The 131st Annual Meeting (November 15-19, 2003) of APHA

The 131st Annual Meeting (November 15-19, 2003) of APHA

3318.0: Monday, November 17, 2003 - Board 8

Abstract #70846

Stressors and their relationship to drinking problems among black and white Americans

Nina Mulia, DrPH, Alcohol Research Group, Public Health Institute, 2000 Hearst Ave., Suite 300, Berkeley, CA 94709, 510-642-5208,

Previous research has found higher rates of drinking problems among black Americans compared to white. Considering that alcohol can play a role in alleviating stress, this finding may reflect racial differences in experiences of stress. Exploring this possibility, this secondary analysis utilizes data from the 1995 U.S. National Alcohol Survey to examine four types of stressors (economic strain, discrimination, situational stress, and adverse events) in relation to frequent heavy drinking and alcohol dependence among black and white Americans. Bivariate analyses indicate that among black drinkers, economic strain is associated with both frequent heavy drinking and alcohol dependence. In addition, a gradient effect was observed such that frequency of exposure to discrimination, situational stress, and adverse events is proportionately related to the prevalence of drinking problems in blacks. After adjusting for covariates, discrimination and situational stress remained independently associated with dependence. By contrast, drinking problems among whites were not associated with all four stressors, and gradient effects were seldom found. Frequently experiencing adverse events was, however, independently related to dependence among whites. These findings from a national sample highlight the link between stress and drinking problems, and suggest that type of stressor and frequency of exposure are highly relevant. Future research should assess the direction of causality in these relationships and more closely examine the nature of stressors affecting racial groups. Variation in group experiences of structural and social stressors may help to explain racial disparities in alcohol problems.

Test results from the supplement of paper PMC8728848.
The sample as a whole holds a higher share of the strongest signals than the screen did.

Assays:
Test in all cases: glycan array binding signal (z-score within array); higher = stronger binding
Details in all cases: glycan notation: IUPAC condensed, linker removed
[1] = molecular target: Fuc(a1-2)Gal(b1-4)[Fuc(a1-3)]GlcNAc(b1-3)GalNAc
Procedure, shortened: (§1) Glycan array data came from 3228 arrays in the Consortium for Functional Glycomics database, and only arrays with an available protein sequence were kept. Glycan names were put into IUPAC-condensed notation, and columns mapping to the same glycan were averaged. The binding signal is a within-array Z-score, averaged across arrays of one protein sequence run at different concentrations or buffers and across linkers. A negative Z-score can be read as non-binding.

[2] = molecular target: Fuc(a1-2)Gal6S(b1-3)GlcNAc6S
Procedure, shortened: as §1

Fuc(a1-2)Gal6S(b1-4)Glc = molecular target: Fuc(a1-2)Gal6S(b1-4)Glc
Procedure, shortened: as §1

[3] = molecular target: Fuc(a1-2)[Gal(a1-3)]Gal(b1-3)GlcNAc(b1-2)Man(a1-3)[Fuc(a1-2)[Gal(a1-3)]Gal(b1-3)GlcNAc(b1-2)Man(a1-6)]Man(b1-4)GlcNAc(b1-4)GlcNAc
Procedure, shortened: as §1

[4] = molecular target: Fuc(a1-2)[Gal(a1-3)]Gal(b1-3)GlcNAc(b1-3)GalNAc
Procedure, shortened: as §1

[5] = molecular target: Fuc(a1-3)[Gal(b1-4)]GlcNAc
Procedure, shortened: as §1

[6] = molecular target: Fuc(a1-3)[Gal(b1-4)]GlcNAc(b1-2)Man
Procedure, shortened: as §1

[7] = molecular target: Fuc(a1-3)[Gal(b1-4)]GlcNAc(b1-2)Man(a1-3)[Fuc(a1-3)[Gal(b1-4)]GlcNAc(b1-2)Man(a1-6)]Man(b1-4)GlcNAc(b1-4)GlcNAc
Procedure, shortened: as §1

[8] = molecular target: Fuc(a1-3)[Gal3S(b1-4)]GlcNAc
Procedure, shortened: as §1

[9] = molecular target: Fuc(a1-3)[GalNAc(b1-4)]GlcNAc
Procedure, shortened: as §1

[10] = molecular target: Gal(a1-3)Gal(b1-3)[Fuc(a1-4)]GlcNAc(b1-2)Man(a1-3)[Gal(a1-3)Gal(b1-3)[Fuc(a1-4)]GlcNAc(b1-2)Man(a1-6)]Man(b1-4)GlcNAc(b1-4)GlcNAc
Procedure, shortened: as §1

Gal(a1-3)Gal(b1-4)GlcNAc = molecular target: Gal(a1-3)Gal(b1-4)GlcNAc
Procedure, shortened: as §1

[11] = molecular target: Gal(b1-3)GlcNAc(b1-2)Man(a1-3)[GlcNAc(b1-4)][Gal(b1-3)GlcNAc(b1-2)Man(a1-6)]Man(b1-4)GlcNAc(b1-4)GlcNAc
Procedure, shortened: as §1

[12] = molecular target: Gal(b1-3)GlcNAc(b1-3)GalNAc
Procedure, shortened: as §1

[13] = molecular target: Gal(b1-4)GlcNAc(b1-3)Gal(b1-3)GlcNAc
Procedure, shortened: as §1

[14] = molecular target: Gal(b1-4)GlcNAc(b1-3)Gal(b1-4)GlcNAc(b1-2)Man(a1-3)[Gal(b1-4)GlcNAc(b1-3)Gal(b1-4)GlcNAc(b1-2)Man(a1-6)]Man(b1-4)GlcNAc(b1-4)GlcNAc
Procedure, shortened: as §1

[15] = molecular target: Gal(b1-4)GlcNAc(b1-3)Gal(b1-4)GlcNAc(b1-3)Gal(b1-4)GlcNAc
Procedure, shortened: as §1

Learning Objectives:

Keywords: Minority Health, Stress

Presenting author's disclosure statement:
I do not have any significant financial interest/arrangement or affiliation with any organization/institution whose products or services are being discussed in this session.

Alcohol Problems and Solutions in Special Populations Poster Session

The 131st Annual Meeting (November 15-19, 2003) of APHA